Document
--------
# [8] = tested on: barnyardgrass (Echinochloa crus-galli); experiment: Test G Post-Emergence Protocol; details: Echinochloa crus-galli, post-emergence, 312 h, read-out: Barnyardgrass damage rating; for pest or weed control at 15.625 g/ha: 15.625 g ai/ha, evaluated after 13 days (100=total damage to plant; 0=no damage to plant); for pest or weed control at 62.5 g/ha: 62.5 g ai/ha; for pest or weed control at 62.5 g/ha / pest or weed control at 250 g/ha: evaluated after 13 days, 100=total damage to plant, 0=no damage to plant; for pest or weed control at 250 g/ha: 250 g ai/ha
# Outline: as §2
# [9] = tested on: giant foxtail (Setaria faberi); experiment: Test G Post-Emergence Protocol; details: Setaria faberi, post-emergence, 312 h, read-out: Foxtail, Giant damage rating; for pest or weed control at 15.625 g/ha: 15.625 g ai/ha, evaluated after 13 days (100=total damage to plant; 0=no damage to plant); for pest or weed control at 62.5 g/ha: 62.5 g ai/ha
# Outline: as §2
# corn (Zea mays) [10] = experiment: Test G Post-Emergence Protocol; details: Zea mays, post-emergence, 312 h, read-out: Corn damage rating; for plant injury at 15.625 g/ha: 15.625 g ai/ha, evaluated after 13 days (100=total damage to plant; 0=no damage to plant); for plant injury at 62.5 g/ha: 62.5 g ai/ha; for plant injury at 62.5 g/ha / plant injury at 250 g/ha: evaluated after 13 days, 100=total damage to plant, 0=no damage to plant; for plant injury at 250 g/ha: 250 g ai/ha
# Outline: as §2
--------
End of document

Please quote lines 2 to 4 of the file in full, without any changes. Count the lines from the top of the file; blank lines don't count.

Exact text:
# Outline: as §2
# [9] = tested on: giant foxtail (Setaria faberi); experiment: Test G Post-Emergence Protocol; details: Setaria faberi, post-emergence, 312 h, read-out: Foxtail, Giant damage rating; for pest or weed control at 15.625 g/ha: 15.625 g ai/ha, evaluated after 13 days (100=total damage to plant; 0=no damage to plant); for pest or weed control at 62.5 g/ha: 62.5 g ai/ha
# Outline: as §2